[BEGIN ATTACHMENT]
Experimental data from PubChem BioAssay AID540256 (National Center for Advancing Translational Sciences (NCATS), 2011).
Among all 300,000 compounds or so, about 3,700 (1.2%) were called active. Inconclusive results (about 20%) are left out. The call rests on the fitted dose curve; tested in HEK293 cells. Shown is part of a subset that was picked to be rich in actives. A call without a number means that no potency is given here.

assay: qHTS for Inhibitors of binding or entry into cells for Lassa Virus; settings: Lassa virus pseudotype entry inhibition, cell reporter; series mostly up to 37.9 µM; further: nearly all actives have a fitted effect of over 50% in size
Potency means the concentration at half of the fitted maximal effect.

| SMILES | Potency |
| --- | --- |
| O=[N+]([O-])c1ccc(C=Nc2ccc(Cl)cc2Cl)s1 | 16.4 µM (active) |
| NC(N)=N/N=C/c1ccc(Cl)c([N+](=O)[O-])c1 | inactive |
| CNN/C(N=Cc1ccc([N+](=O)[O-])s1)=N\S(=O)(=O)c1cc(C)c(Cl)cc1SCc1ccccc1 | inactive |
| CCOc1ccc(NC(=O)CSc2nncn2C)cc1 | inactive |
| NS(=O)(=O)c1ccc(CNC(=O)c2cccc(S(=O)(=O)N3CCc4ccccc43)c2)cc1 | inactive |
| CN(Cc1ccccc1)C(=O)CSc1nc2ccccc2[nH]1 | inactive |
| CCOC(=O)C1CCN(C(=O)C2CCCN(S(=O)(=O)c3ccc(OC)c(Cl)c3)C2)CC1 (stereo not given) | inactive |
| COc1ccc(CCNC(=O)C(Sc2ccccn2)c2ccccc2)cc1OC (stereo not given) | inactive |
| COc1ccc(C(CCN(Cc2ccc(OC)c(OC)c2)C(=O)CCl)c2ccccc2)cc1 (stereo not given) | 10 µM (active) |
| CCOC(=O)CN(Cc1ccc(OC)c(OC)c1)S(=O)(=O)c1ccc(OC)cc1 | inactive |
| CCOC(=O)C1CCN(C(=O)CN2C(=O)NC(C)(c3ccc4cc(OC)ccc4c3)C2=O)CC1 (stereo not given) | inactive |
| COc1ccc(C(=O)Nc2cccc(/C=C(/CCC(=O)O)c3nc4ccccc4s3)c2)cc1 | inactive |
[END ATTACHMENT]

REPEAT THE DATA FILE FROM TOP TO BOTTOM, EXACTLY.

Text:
Experimental data from PubChem BioAssay AID540256 (National Center for Advancing Translational Sciences (NCATS), 2011).
Among all 300,000 compounds or so, about 3,700 (1.2%) were called active. Inconclusive results (about 20%) are left out. The call rests on the fitted dose curve; tested in HEK293 cells. Shown is part of a subset that was picked to be rich in actives. A call without a number means that no potency is given here.

assay: qHTS for Inhibitors of binding or entry into cells for Lassa Virus; settings: Lassa virus pseudotype entry inhibition, cell reporter; series mostly up to 37.9 µM; further: nearly all actives have a fitted effect of over 50% in size
Potency means the concentration at half of the fitted maximal effect.

| SMILES | Potency |
| --- | --- |
| O=[N+]([O-])c1ccc(C=Nc2ccc(Cl)cc2Cl)s1 | 16.4 µM (active) |
| NC(N)=N/N=C/c1ccc(Cl)c([N+](=O)[O-])c1 | inactive |
| CNN/C(N=Cc1ccc([N+](=O)[O-])s1)=N\S(=O)(=O)c1cc(C)c(Cl)cc1SCc1ccccc1 | inactive |
| CCOc1ccc(NC(=O)CSc2nncn2C)cc1 | inactive |
| NS(=O)(=O)c1ccc(CNC(=O)c2cccc(S(=O)(=O)N3CCc4ccccc43)c2)cc1 | inactive |
| CN(Cc1ccccc1)C(=O)CSc1nc2ccccc2[nH]1 | inactive |
| CCOC(=O)C1CCN(C(=O)C2CCCN(S(=O)(=O)c3ccc(OC)c(Cl)c3)C2)CC1 (stereo not given) | inactive |
| COc1ccc(CCNC(=O)C(Sc2ccccn2)c2ccccc2)cc1OC (stereo not given) | inactive |
| COc1ccc(C(CCN(Cc2ccc(OC)c(OC)c2)C(=O)CCl)c2ccccc2)cc1 (stereo not given) | 10 µM (active) |
| CCOC(=O)CN(Cc1ccc(OC)c(OC)c1)S(=O)(=O)c1ccc(OC)cc1 | inactive |
| CCOC(=O)C1CCN(C(=O)CN2C(=O)NC(C)(c3ccc4cc(OC)ccc4c3)C2=O)CC1 (stereo not given) | inactive |
| COc1ccc(C(=O)Nc2cccc(/C=C(/CCC(=O)O)c3nc4ccccc4s3)c2)cc1 | inactive |